That’s why taking a moment to devise a complete strategy is important. Not only does it help keep your hard work out of the hands of plagiarists, but it saves you time and lets you get back to doing what you love to do.

After all, blogging isn’t supposed to be about fighting plagiarists and stopping scrapers, it’s about the work you create, the connections you make and the minds you change. I think we’d all rather get back doing more of that.

Suggested Reading

The 20 Best Free Anti-Plagiarism Tools: This article touches on the critical areas mentioned above and offers some other tools to consider.

View Comments (11)
  • Someone (I don’t remember who) once said:
    “Copying a single resource is called plagiarism, copying many is called research.”
    I’d rather concentrate on my content, instead of my authorship claims.

  • Robo:

    The problem with the quote is that the difference between research and plagiarism is not the number of sources, but attribution and ethics. You can plagiarize many sources as easily as you can plagiarize one. Ask Cassie Edwards or Kaavya Viswanathan.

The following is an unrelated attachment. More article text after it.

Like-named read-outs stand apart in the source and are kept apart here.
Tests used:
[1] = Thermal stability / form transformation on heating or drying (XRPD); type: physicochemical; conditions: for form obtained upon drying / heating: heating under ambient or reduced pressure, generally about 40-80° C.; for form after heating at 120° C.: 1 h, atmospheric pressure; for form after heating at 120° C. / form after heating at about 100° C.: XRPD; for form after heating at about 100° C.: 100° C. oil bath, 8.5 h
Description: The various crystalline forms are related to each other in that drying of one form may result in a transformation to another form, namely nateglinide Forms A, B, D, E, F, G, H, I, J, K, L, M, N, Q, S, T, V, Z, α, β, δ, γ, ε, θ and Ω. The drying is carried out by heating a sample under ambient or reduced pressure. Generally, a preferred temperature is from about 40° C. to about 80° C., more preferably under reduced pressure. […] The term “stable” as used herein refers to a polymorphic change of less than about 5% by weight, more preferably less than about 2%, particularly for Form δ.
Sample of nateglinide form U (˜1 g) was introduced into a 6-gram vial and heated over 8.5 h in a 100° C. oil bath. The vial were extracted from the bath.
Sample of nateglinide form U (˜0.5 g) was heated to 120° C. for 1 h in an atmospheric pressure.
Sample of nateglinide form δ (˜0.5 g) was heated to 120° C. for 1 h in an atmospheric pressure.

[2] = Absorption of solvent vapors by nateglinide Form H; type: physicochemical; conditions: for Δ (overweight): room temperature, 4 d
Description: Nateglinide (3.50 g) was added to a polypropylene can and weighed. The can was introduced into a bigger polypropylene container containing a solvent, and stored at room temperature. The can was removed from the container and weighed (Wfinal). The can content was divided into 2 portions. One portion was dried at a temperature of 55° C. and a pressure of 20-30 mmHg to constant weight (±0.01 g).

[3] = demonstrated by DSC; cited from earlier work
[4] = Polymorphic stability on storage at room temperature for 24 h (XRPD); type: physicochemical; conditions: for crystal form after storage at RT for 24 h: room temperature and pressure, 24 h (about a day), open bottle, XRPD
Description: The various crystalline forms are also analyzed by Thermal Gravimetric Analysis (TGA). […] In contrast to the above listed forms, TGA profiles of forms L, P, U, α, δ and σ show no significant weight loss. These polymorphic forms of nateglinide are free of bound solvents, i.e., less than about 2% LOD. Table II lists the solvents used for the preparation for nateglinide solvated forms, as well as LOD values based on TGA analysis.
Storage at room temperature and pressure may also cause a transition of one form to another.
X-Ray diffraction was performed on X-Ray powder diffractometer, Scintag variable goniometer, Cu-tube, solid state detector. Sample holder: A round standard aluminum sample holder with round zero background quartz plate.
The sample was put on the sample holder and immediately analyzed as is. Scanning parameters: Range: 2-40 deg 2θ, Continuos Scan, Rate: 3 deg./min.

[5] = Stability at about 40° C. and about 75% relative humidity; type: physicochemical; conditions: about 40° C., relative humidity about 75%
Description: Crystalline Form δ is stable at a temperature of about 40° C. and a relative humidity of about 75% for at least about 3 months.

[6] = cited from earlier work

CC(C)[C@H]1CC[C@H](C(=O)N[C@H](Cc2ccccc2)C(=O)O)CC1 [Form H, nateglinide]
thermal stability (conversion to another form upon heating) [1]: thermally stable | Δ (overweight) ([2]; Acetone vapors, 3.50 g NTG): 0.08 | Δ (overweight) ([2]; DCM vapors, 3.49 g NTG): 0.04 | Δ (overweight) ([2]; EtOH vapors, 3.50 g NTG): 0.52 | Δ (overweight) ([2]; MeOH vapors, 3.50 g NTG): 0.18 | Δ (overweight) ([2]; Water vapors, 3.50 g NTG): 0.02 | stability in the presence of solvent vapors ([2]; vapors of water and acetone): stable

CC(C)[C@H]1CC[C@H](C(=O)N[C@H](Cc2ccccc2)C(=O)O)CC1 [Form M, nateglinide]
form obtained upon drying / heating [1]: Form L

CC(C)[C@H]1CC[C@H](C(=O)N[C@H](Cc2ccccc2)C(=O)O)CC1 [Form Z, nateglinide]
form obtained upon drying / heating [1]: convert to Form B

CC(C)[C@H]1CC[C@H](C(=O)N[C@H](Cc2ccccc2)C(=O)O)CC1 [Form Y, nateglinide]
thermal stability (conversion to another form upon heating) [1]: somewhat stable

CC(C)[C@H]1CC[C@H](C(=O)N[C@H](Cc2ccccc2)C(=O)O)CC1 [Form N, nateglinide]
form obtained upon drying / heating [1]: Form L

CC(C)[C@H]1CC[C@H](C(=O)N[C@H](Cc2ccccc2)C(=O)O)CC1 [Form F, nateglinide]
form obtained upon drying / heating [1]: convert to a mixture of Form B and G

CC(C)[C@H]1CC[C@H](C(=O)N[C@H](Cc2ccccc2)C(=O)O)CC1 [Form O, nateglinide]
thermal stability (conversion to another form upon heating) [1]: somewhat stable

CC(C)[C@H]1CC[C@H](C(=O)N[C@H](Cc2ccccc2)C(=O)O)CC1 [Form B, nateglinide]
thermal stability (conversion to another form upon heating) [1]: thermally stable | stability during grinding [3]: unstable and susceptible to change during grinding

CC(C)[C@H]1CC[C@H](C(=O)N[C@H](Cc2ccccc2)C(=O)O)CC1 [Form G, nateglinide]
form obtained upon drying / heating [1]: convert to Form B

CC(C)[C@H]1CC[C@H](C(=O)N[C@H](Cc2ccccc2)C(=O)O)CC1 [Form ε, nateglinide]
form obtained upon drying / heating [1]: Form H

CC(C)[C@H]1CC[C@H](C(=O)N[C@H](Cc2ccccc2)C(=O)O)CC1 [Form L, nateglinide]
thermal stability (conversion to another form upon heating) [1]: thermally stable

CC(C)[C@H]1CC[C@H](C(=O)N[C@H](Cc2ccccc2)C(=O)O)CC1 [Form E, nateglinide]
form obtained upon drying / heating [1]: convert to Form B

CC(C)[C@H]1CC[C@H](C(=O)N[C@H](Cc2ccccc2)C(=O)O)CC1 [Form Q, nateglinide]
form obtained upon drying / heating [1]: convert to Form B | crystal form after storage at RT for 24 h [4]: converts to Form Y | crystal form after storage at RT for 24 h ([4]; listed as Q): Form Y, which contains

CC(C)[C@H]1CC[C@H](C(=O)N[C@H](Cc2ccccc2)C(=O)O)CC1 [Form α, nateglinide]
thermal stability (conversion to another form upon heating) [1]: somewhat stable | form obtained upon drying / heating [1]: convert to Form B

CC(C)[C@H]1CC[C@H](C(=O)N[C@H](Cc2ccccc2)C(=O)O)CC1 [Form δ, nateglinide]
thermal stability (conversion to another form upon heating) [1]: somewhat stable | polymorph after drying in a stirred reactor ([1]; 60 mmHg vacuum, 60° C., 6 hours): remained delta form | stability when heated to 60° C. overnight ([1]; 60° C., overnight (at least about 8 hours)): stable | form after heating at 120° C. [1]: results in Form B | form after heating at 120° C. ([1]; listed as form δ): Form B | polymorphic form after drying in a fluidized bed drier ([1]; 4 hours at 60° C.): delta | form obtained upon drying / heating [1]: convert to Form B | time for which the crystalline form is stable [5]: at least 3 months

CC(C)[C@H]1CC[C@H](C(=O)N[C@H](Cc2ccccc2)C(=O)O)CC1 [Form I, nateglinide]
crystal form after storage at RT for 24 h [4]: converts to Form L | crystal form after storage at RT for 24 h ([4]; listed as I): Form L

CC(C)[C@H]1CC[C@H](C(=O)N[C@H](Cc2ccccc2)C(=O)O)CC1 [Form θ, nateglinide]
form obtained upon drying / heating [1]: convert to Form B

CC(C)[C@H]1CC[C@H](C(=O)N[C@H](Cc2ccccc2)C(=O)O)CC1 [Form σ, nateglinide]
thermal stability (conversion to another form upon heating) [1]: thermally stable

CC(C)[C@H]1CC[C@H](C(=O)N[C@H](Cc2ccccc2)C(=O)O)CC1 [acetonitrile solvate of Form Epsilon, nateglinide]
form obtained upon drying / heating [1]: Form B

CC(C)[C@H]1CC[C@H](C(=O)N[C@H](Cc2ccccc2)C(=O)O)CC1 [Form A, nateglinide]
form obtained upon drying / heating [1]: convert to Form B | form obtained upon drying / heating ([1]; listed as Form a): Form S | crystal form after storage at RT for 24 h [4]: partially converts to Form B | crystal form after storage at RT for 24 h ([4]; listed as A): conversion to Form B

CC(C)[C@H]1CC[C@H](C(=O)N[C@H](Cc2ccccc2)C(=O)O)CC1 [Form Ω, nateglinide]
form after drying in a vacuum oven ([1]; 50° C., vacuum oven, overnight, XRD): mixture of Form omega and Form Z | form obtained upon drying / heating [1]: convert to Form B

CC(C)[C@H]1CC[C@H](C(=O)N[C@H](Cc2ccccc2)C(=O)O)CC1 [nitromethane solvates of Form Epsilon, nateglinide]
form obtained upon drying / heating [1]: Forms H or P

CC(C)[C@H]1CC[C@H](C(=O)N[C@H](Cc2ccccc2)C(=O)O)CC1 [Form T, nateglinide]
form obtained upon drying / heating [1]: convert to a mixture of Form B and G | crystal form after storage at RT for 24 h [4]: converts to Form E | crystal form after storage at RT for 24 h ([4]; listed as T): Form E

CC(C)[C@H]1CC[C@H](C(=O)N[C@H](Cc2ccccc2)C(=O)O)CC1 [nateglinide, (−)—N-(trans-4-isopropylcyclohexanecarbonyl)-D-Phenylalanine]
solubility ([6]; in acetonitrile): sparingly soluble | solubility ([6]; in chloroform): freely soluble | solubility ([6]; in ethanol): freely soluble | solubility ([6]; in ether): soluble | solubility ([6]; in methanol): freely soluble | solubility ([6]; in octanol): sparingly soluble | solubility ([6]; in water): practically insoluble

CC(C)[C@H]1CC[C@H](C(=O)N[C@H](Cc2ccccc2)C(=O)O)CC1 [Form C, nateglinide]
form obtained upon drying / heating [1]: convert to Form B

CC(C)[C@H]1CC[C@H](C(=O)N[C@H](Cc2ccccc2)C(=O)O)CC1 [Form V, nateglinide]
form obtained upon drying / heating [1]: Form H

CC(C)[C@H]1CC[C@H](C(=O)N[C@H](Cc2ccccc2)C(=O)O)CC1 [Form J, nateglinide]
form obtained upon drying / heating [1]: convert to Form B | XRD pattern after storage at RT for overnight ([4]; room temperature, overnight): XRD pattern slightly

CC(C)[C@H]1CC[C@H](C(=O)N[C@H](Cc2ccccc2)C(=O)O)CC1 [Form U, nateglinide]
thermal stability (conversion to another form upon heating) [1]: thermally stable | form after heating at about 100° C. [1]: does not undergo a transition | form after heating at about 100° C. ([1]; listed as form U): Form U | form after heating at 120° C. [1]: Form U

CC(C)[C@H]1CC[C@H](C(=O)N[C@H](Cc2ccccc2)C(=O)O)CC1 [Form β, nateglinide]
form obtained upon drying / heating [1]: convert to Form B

That being said, many do choose to not enforce their copyrights and many are successful with that strategy. However, tracking how your content is used is still vital, like any other metric, it can tell you which of your works are the most popular, what you can do to grow your audience and how to best serve those that read your work.

    Not enforcing your authorship rights is a personal choice, but turning down the information that can be gleaned from tracking your content is turning away useful information.

    That is just my humble opinion, but I find that knowing in this area is always better than not.

  • For whatever reason antileech is no longer a working download, and my digital fingerprint also stopped working and the plug-in has not been updated in some time. If there are any other plugins out there I’d love to hear about them.

  • Jonathan